On 12 May, the EU Parliament Research Service published a briefing note summarising the situation since the July 2020 EU court decision and saying that, during its May plenary session, the EU Parliament is due to debate resolutions on, respectively, the Schrems II ruling, and on UK data adequacy, i.e. that UK level of data protection.
SEC CHARGES AGAINST COLORADO-BASED REGISTERED BROKER-DEALER OVER FILING OF SAR
A release on Mondo Visione on 12 May advised that the SEC had announced settled charges against GWFS Equities Inc, a Colorado-based registered broker-dealer and affiliate of Great-West Life & Annuity Insurance Company, for violating the federal securities laws governing the filing of SAR. GWFS provides services to employer-sponsored retirement plans. It is said that in 2015-18, GWFS was aware of increasing attempts by external bad actors to gain access to the retirement accounts of individual plan participants. GWFS failed to file approximately 130 SAR, including in cases when it had detected external bad actors gaining, or attempting to gain, access to the retirement accounts of participants in the employer-sponsored retirement plans it serviced.
SANCTIONED FAKE DIGITAL ID NETWORK IN PAKISTAN MOVED FUNDS THROUGH RESORT PROPERTIES
On 10 May, Kharon reported that a Karachi-based e-commerce business sanctioned by the US – SecondEye Solution, which was also known as Forwarderz – and whose principals were indicted for producing fake identification documents, is connected to a group of resort properties and other businesses in Pakistan. It also says that the network also appears to be evolving.
UK CAR INSURANCE: 170,000 CLAIMS LINKED TO ‘CRASH FOR CASH’ GANGS
On 11 May, the BBC reported that “crash for cash” is the name given to a fraud when criminals deliberately cause a road collision to claim compensation, and that parts of Birmingham were the centre of these cases. The Insurance Fraud Bureau (IFB) said there were 2.7 million motor insurance claims across the UK from October 2019 to the end of last year, of which 170,000 could be linked to suspected crash for cash networks.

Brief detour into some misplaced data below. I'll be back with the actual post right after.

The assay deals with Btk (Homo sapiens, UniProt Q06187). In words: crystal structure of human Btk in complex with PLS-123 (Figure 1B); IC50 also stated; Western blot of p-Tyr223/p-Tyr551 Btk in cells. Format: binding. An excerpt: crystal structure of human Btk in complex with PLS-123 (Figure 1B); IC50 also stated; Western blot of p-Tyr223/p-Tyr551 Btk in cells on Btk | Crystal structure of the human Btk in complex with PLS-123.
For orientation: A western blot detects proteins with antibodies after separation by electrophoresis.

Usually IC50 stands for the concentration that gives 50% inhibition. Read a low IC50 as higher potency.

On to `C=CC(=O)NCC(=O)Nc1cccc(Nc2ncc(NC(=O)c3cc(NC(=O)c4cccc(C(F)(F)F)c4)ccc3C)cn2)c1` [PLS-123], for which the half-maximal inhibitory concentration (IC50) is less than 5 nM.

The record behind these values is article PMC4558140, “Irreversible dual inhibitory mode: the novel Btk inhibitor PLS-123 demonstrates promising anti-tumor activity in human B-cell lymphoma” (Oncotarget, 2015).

LIBYA WEALTH FUND GROWS ASSETS DESPITE UN SANCTIONS
On 10 May, Pensions & Investments Online reported that the Libyan Investment Authority recorded a 2% increase in assets over the 7 years to 31 December 2019, to $68.4 billion, despite UN sanctions on Africa’s largest sovereign wealth fund.
NEW MISSING BOOKS REGISTER AIMS TO DETER ANTIQUARIAN BOOK THIEVES
On 12 May, the Art Law & More blog from Boodle Hatfield said that this Summer a new register’ aims to help tackle the recent surge of high-profile book thefts. The the register encourages booksellers to check if books have been reported missing before selling them.
US TREASURY IDENTIFIES SINALOA-BASED MEXICAN NARCOTICS TRAFFICKER THAT HELPS FUEL THE US OPIOID EPIDEMIC
On 12 May, OFAC identified Jesus Gonzalez Penuelas and the Gonzalez Penuelas Drug Trafficking Organization as Significant Foreign Narcotics Traffickers. The Gonzalez Penuelas DTO operates primarily in Sinaloa and Sonora, Mexico, various ports of entry in the US, and numerous U.S.-based distribution cells in California, Texas, Colorado, Washington, Utah, and Nevada. The upper echelons of the Gonzalez Penuelas DTO hierarchy consist of Jesus Gonzalez Penuelas’ family members.
PODCAST: RANSOMWARE: RENEE DUDLEY
In the latest TRACE podcast, Renee Dudley of ProPublica discusses her fascinating research into the unsettling world of ransomware: how it works, the role that “recovery services” play, and where the ransom money ends up. This episode was originally published in October 2019.